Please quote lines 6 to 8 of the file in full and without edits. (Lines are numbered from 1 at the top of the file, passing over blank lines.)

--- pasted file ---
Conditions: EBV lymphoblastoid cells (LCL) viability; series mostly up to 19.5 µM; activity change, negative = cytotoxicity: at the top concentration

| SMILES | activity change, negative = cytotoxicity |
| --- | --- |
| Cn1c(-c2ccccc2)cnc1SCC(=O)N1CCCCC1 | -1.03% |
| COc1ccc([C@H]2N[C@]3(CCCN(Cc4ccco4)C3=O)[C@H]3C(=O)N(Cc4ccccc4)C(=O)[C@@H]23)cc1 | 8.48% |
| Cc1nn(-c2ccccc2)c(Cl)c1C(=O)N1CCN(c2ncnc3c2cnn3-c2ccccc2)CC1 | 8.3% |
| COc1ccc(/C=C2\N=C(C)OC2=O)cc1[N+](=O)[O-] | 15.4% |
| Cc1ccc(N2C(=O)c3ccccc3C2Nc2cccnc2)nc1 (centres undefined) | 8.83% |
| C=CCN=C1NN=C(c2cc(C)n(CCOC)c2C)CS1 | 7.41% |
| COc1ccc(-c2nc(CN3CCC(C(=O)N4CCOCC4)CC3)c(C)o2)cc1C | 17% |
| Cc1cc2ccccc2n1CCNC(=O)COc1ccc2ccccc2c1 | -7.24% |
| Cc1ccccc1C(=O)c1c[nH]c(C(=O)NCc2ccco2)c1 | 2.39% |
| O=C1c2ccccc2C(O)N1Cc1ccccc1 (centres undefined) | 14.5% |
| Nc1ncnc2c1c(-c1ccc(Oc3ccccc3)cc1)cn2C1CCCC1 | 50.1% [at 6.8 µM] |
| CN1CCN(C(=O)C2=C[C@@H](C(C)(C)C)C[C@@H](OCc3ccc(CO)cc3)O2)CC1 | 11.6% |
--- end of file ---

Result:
| Cc1nn(-c2ccccc2)c(Cl)c1C(=O)N1CCN(c2ncnc3c2cnn3-c2ccccc2)CC1 | 8.3% |
| COc1ccc(/C=C2\N=C(C)OC2=O)cc1[N+](=O)[O-] | 15.4% |
| Cc1ccc(N2C(=O)c3ccccc3C2Nc2cccnc2)nc1 (centres undefined) | 8.83% |